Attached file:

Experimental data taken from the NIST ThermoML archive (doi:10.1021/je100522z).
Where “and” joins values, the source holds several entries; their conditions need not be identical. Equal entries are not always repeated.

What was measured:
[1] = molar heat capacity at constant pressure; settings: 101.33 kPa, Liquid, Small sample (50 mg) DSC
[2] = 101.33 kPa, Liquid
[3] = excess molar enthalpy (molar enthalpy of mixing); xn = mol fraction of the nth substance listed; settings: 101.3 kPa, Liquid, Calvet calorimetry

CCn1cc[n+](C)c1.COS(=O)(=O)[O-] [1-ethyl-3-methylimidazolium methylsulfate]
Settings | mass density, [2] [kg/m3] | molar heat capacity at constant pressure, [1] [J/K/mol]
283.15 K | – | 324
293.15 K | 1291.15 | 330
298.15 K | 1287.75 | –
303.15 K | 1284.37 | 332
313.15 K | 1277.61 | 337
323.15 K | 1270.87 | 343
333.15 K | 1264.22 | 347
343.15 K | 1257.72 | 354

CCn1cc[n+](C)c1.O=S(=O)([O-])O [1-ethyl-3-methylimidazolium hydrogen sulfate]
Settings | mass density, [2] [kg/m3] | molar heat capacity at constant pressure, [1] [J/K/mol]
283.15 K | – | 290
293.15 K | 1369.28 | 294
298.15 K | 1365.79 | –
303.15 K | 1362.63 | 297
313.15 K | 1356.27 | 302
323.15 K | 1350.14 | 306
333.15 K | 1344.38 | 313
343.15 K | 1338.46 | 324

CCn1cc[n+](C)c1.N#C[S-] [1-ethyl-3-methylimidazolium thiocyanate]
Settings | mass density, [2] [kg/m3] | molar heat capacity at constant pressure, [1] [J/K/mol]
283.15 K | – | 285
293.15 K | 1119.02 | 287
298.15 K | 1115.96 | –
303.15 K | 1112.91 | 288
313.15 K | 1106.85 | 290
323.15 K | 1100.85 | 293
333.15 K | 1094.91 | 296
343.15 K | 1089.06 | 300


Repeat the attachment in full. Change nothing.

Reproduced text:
Experimental data taken from the NIST ThermoML archive (doi:10.1021/je100522z).
Where “and” joins values, the source holds several entries; their conditions need not be identical. Equal entries are not always repeated.

What was measured:
[1] = molar heat capacity at constant pressure; settings: 101.33 kPa, Liquid, Small sample (50 mg) DSC
[2] = 101.33 kPa, Liquid
[3] = excess molar enthalpy (molar enthalpy of mixing); xn = mol fraction of the nth substance listed; settings: 101.3 kPa, Liquid, Calvet calorimetry

CCn1cc[n+](C)c1.COS(=O)(=O)[O-] [1-ethyl-3-methylimidazolium methylsulfate]
Settings | mass density, [2] [kg/m3] | molar heat capacity at constant pressure, [1] [J/K/mol]
283.15 K | – | 324
293.15 K | 1291.15 | 330
298.15 K | 1287.75 | –
303.15 K | 1284.37 | 332
313.15 K | 1277.61 | 337
323.15 K | 1270.87 | 343
333.15 K | 1264.22 | 347
343.15 K | 1257.72 | 354

CCn1cc[n+](C)c1.O=S(=O)([O-])O [1-ethyl-3-methylimidazolium hydrogen sulfate]
Settings | mass density, [2] [kg/m3] | molar heat capacity at constant pressure, [1] [J/K/mol]
283.15 K | – | 290
293.15 K | 1369.28 | 294
298.15 K | 1365.79 | –
303.15 K | 1362.63 | 297
313.15 K | 1356.27 | 302
323.15 K | 1350.14 | 306
333.15 K | 1344.38 | 313
343.15 K | 1338.46 | 324

CCn1cc[n+](C)c1.N#C[S-] [1-ethyl-3-methylimidazolium thiocyanate]
Settings | mass density, [2] [kg/m3] | molar heat capacity at constant pressure, [1] [J/K/mol]
283.15 K | – | 285
293.15 K | 1119.02 | 287
298.15 K | 1115.96 | –
303.15 K | 1112.91 | 288
313.15 K | 1106.85 | 290
323.15 K | 1100.85 | 293
333.15 K | 1094.91 | 296
343.15 K | 1089.06 | 300